Canada’s chief public health officer hopes that several Canadian provinces with the most COVID-19 caseloads begin to show signs of flattening the curve after British Columbia cautiously reported some early indicators last week that pandemic measures taken may be having an effect.
In her daily update, Dr. Theresa Tam stated on March 29 that she will monitor Alberta, Ontario, and Quebec closely to see if those provinces, which have the highest coronavirus cases in the country, begin to show a decrease in the infection rate in the way that B.C. has.
Dr. Tam also stated that the impact of social-distancing measures will become clearer later this week. Nonetheless, she emphasized the importance of all Canadians continuing on with their efforts in order to help lower infection rates.
B.C.’s provincial health officer Dr. Bonnie Henry chose her words carefully on March 27 by stating that she was attempting not to “overcall” the situation as she expressed some potential optimism that preventative measures taken in B.C., including social distancing and closures of establishments, appeared to be contributing to a decrease in the rate of new COVID-19 cases in the province.
B.C.’s rate of new cases had lowered to 12 percent, and would have been at an estimated 24 percent had measures not been implemented.
Meanwhile, Quebec, which has the largest confirmed cases in the nation with 2,840 cases (and 22 deaths),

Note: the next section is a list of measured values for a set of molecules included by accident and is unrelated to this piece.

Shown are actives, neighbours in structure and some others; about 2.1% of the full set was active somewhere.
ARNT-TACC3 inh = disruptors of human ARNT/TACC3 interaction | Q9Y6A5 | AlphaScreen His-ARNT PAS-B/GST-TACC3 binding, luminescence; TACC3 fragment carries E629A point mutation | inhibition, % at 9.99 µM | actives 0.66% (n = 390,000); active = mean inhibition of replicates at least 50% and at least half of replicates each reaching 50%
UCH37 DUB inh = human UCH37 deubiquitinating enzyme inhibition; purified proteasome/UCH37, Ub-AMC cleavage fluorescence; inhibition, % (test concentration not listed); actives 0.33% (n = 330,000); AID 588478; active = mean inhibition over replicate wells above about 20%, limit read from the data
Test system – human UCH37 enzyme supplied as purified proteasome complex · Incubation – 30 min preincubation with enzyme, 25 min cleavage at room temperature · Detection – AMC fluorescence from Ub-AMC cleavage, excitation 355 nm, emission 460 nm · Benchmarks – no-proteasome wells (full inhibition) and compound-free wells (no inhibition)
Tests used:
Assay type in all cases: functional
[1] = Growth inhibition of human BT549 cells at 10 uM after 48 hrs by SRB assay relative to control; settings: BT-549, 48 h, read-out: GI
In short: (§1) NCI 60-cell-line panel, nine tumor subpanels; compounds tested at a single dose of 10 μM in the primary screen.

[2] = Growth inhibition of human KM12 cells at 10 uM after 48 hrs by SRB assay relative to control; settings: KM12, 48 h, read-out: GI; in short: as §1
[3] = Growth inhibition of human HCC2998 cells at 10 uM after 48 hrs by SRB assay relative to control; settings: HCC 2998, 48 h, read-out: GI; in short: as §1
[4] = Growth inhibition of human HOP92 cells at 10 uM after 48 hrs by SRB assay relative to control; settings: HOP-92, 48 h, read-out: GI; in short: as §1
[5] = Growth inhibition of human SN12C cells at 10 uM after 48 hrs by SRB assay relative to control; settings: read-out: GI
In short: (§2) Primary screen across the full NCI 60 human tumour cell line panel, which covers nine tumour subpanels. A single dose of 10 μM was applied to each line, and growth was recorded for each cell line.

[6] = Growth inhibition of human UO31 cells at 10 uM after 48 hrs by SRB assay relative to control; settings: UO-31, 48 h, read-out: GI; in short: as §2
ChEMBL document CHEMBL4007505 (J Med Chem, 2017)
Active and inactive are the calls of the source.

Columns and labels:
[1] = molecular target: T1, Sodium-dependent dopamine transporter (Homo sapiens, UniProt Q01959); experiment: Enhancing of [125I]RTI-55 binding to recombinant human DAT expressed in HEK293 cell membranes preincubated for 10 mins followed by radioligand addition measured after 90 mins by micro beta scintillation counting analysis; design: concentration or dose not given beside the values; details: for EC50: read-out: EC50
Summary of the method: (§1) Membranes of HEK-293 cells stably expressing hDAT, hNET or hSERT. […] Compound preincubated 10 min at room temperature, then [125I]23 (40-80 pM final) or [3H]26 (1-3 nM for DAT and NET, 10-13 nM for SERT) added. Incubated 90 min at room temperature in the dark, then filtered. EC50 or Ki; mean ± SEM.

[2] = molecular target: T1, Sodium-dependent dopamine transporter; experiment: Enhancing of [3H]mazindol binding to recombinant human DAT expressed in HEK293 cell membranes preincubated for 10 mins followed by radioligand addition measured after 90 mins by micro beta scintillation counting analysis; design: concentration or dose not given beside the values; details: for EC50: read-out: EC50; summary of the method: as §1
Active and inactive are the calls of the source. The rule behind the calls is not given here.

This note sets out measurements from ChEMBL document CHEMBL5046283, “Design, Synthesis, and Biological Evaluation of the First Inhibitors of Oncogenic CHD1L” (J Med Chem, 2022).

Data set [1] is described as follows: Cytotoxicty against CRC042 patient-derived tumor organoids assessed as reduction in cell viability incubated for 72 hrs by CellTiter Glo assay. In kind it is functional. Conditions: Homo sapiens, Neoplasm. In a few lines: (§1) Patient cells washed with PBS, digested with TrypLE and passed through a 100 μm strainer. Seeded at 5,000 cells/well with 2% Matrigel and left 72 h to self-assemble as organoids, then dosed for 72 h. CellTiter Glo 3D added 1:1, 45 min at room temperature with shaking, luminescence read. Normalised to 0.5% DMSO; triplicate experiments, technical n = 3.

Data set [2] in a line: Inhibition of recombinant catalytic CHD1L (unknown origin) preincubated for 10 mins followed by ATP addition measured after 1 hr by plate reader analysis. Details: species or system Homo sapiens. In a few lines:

Quebec Premier François Legault stated on March 29 that the infection rate appears to be stabilizing at 14 percent, while daily increase rates from the past week have been over 20 percent.
Similar in approach to British Columbia and Ontario, Quebec has combined its probable and confirmed cases, whereas some other provinces, such as Saskatchewan and Manitoba, maintain separate probable and confirmed case tallies.
Quebec’s number is thought to include large numbers of travellers who went abroad in the first week of March during the province’s spring break to outbreak hotspot destinations such as countries in Europe as well as Florida.
With British Columbia having entered the community-transmission phase, Dr. Henry explained last week that the province has shifted testing focus to severe cases, healthcare workers, and cases not linked to travel while ceasing testing for those with mild symptoms who are in self-isolation.
As of March 28, B.C. has conducted 38,697 tests and has ramped up to approximately 3,500 tests per day.
Canada now has over 6,300 cases with 65 deaths, and is conducting over 10,000 tests per day.
Last week, the United States became the country with the most confirmed cases in the world, having approximately 144,700 cases with almost 2,600 deaths.